4
| Booze |

Saint Arnold Expands Craft Beer Distribution to Colorado & Florida, But Still Thrives in Texas

^
Keep Houston Press Free
I Support
  • Local
  • Community
  • Journalism
  • logo

Support the independent voice of Houston and help keep the future of Houston Press free.

Saint Arnold is heading east and west. The local craft beer brewery will now offer several of its beers in Colorado and Florida at the start of the fall season. While the dates are not set in stone, marketing director, Lennie Ambrose, and Jeremy "Jerm" Johnson of the marketing team, both said a few of the Saint Arnold beers, including the Pumpkinator, will be available to Colorado and Florida residents around September.

Saint Arnold beers will be sold alongside Colorado Front Range and in the northern region of Florida.

Ambrose explains that Saint Arnold has become a familiar name in the Colorado market, especially after winning a total of 16 medals at the Great American Beer Festival in Denver, including in 2010, where Saint Arnold Brewery was awarded the gold medal in the German-Style Kolsch category for Lawnmower, as well as the silver medal in the Scottish-Style Ale category for Oktoberfest.

However, that wasn't enough to get them in the Colorado and Florida markets. Ambrose explains that an employee rep who helped them launch in the Louisiana market in 2010 moved to Colorado, and the brewery decided to have her help them distribute there.

"She was moving to Colorado and it was thrown up there as a joke at first," Ambrose says. "Then we started talking about it; maybe she could do another one."

Now Saint Arnold is getting ready to sell some of its most popular brands in Colorado and northern Florida. Lawnmower, Santo, Elissa, Pumpkinator and Christmas Ale will all be distributed in those two states in coming months.

"Elissa wasn't one we thought we could go with," Ambrose says. "But the distributor said a lot of people would be drawn to it because it is more approachable than the Colorado IPAs."

Johnson says the brewery will use refrigerated trucks to keep the beer fresh and cold while it travels across the country. Saint Arnold doesn't put any preservatives in its products, so its beer being distributed to Colorado and Florida will need to be kept as fresh and cold as possible.

The craft beers will also be distributed in Colorado and Florida the way they are in Texas -- through restaurants and bars. But the Houston-based brewery isn't looking to open any more facilities in those other states.

"Honestly, right now we are focusing on expansion and I don't mean other breweries, I mean in the state of Texas," Ambrose says. "Right now we are still trying to navigate the new laws and [what] they mean to us. We could stop doing the tours and totally go to a bar model...but we don't want to do that because we have built this up for 19 years."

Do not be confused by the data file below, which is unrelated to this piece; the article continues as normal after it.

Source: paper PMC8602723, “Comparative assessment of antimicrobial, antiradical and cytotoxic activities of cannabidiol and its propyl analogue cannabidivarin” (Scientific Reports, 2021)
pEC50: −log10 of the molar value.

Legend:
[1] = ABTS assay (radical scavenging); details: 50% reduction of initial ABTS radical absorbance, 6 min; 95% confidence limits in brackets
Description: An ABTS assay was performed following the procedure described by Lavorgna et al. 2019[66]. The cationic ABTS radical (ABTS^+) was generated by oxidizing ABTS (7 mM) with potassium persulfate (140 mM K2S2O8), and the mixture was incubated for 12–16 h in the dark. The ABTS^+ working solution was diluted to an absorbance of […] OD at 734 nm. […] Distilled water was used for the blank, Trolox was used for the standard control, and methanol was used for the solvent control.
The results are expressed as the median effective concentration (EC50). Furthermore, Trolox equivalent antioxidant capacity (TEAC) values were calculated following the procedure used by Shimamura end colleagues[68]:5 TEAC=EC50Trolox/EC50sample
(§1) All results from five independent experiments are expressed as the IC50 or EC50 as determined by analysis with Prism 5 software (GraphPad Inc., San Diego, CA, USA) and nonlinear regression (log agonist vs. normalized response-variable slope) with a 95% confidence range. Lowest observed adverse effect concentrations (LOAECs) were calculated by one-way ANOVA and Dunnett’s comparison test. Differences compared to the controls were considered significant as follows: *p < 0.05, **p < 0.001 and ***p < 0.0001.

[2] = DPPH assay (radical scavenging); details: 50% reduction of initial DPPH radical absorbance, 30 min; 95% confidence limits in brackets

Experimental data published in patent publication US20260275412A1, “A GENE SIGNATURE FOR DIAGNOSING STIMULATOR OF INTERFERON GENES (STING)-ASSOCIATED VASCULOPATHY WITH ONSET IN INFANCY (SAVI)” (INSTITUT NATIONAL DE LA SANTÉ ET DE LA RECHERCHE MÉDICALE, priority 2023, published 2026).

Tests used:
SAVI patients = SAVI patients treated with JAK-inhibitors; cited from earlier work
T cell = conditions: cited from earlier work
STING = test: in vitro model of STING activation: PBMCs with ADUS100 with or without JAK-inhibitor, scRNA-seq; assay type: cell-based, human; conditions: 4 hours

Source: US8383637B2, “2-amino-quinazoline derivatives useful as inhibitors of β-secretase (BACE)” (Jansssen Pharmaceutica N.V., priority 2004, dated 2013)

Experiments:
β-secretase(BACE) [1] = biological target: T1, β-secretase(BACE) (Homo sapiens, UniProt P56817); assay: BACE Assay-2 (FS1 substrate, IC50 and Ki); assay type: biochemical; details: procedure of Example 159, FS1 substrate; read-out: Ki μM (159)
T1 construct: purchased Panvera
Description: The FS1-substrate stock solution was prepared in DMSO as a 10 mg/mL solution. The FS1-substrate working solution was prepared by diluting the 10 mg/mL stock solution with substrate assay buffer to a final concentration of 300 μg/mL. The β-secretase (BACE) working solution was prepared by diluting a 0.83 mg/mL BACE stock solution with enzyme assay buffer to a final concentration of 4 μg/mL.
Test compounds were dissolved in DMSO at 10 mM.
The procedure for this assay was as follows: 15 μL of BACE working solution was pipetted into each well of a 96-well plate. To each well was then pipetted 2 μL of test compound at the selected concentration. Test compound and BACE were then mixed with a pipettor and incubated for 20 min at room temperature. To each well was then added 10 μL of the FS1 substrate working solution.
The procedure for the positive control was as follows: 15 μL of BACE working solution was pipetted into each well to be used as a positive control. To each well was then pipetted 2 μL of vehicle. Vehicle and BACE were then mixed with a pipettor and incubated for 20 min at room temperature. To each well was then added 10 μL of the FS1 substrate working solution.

Ambrose explains that Saint Arnold wants to share its Texas craft beers with more states, and joining the Colorado Front Range and northern Florida beer scenes will help spread the word about this fantastic craft brewery.

"It will just give us, and we hope Texas beer, more visibility outside of the state," Ambrose says. "I don't know if any other Texas breweries sell in Colorado. If someone from Colorado were to hear about our beer, that would be a good thing for Texas craft beer in general." Bishop's Barrel No. 4 was released on Monday, August 12. It's a barrel-aged Weizenbock made with locally sourced cocoa nibs.

"There's a chocolate company, Tejas Chocolate, and they did the cocoa for us," Ambrose says. "We already had that recipe ready and we thought maybe there is someone local we can source the cocoa nut."

Don't forget to visit the brewery for tours on Saturdays. Bring your lunch, enjoy some beer and have a grand old time. Cheers!

Keep the Houston Press Free... Since we started the Houston Press, it has been defined as the free, independent voice of Houston, and we would like to keep it that way. Offering our readers free access to incisive coverage of local news, food and culture. Producing stories on everything from political scandals to the hottest new bands, with gutsy reporting, stylish writing, and staffers who've won everything from the Society of Professional Journalists' Sigma Delta Chi feature-writing award to the Casey Medal for Meritorious Journalism. But with local journalism's existence under siege and advertising revenue setbacks having a larger impact, it is important now more than ever for us to rally support behind funding our local journalism. You can help by participating in our "I Support" membership program, allowing us to keep covering Houston with no paywalls.

We use cookies to collect and analyze information on site performance and usage, and to enhance and customize content and advertisements. By clicking 'X' or continuing to use the site, you agree to allow cookies to be placed. To find out more, visit our cookies policy and our privacy policy.

 

Join the Press community and help support independent local journalism in Houston.

 

Join the Press community and help support independent local journalism in Houston.